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Two men are offered $100,000.00 — All they have to do to earn it is to come to an agreement on how they will split the money among themselves.

No problem.
Except that one of the men refuses to split the money evenly. Instead, he demands 90% of the cash or he will leave and neither of them will get anything — and he insists on receiving that 90% regardless of the other man’s arguments. Sure enough, realizing that the ‘blackmailer’ is not going to budge, the other man realizes he has no choices other than to agree to accept 10% of the money, or leave empty-handed.
So he takes the $10,000.
And the blackmailer pockets the other $90,000.
Welcome to the pre-Trump Middle East.
Nobel Prize winner Robert Aumann described this in 2010 as “The Blackmailer’s Paradox,” and explains how Israel’s desire for peace with the Arabs suffers from the same problems.

1. There is an underlying assumption that agreements must be reached with the Arabs at any price — and the failure to reach an agreement is unacceptable.

2. Just like the man who accepts the $10,000 — who sees the situation as a one-time game — Israel focuses on the short, immediate term instead of seeing the immediate situation as part of the long term, and as an opportunity to establish precedents and initiatives for another, different opportunity at some point down the road. In the paradox above, instead of accepting the $10,000 — the man could have stood his ground and refused to give in, thereby setting the groundwork for a potential opportunity that might come up later.

Lee Smith fleshes out this point in an interview with Aumann:

Aumann believes that the problem isn’t that the Israelis and Arabs don’t want peace, but rather that the Israelis and their U.S. patron believe they are playing a one-time game whereas the Arabs see themselves as playing a repeated game. Jerusalem and Washington are in a hurry to conclude negotiations immediately, whereas the Arabs are willing to wait it out and keep playing the same game. The result is that Israel’s concessions, or the desire to have peace now, have brought no peace.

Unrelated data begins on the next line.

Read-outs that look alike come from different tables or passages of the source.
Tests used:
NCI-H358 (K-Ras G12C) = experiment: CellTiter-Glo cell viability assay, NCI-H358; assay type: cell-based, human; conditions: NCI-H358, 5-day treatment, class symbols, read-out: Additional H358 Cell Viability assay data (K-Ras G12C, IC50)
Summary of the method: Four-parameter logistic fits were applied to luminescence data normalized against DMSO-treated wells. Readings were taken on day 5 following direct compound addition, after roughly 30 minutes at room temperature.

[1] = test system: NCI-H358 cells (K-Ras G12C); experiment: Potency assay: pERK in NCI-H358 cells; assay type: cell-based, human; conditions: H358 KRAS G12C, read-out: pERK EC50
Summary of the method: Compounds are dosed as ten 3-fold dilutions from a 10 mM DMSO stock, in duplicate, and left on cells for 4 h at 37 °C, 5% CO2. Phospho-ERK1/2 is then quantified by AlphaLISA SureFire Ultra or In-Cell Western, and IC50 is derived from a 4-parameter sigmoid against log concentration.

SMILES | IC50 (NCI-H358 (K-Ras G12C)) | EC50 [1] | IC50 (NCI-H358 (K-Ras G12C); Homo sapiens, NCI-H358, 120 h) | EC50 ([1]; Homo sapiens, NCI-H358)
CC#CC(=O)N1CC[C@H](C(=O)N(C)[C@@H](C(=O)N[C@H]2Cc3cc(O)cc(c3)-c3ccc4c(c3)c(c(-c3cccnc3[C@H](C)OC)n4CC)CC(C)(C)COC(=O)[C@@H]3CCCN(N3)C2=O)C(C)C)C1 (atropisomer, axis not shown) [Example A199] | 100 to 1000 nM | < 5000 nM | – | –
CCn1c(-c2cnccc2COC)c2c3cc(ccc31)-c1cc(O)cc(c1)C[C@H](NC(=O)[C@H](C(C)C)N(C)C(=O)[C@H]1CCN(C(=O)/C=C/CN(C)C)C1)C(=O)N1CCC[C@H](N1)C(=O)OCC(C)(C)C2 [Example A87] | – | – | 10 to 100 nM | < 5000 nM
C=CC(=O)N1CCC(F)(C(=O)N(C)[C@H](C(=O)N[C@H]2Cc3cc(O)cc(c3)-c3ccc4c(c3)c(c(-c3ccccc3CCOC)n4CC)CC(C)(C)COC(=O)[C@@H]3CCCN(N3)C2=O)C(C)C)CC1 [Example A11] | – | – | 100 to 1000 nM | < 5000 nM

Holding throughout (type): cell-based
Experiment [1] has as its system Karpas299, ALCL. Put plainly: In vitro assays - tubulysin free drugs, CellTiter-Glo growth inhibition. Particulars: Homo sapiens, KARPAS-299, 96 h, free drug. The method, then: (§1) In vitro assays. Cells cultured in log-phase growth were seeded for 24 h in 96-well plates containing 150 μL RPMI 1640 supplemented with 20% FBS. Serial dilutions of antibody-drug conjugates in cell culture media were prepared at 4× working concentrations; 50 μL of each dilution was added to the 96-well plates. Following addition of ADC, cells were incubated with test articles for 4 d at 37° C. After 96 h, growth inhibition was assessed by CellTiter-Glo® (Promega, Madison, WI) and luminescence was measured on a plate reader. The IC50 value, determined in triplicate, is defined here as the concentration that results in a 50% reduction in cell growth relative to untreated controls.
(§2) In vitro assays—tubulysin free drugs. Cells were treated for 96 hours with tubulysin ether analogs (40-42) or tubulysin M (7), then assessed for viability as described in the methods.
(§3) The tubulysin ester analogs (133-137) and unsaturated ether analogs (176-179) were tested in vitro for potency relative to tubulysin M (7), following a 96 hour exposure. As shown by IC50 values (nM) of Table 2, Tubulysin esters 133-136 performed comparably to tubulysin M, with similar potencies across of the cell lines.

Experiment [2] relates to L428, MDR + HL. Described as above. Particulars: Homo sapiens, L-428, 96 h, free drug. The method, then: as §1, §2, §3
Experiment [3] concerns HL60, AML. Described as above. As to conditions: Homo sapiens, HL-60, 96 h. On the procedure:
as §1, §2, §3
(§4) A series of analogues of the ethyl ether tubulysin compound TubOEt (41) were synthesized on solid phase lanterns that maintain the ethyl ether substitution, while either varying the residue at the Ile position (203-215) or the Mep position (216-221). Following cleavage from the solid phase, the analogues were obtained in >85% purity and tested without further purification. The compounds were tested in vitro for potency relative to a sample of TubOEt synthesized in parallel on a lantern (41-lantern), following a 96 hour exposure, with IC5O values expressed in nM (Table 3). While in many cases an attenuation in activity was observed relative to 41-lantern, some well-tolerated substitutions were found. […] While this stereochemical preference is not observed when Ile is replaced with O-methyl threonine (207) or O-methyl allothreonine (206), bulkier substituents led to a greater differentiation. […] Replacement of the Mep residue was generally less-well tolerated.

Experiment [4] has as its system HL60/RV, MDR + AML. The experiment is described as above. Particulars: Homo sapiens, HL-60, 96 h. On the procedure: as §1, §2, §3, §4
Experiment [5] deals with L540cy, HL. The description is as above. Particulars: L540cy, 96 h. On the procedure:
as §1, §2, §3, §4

…“For repetition to engender co-operation, the players must not be too eager for immediate results,” Aumann said in his lecture. “The present, the now, must not be important. If you want peace now, you may well never get peace. But if you have time—if you can wait—that changes the whole picture; then you may get peace now.”

3. Like the blackmailer, the Arabs have complete and total faith in their position, which empowers them to demand preconditions and even concessions up front. This confidence also convinces the other side, and the West in general, of the rightness of the Arab cause.
In his blog First One Through, Paul Gherkin has a post,  Nikki Haley Channels Robert Aumann at the UN Security Council, where he runs down how Israel failed on all 3 of the above points during the Obama administration:

Meanwhile, Israel collapsed under Obama on all three points. It was compelled to publicly state its support for a two state solution which may-or-may-not be the best outcome for an enduring peace. It was repeatedly pushed for “good will gestures” that showed that Israel would take immediate action and would not walk away from the table. And far-left wing organizations such as J Street and the New Israel Fund actively undermined the faith and conviction that Jews have a basic human right to live in homes that they legally purchase. [emphasis added]

The peace process was left in shambles.

And what would the alternative look like?

Jonathan Mark, the associate editor of The New York Jewish Week, describes the alternative to the “good will gesture” approach, à la Aumann’s approach, this way: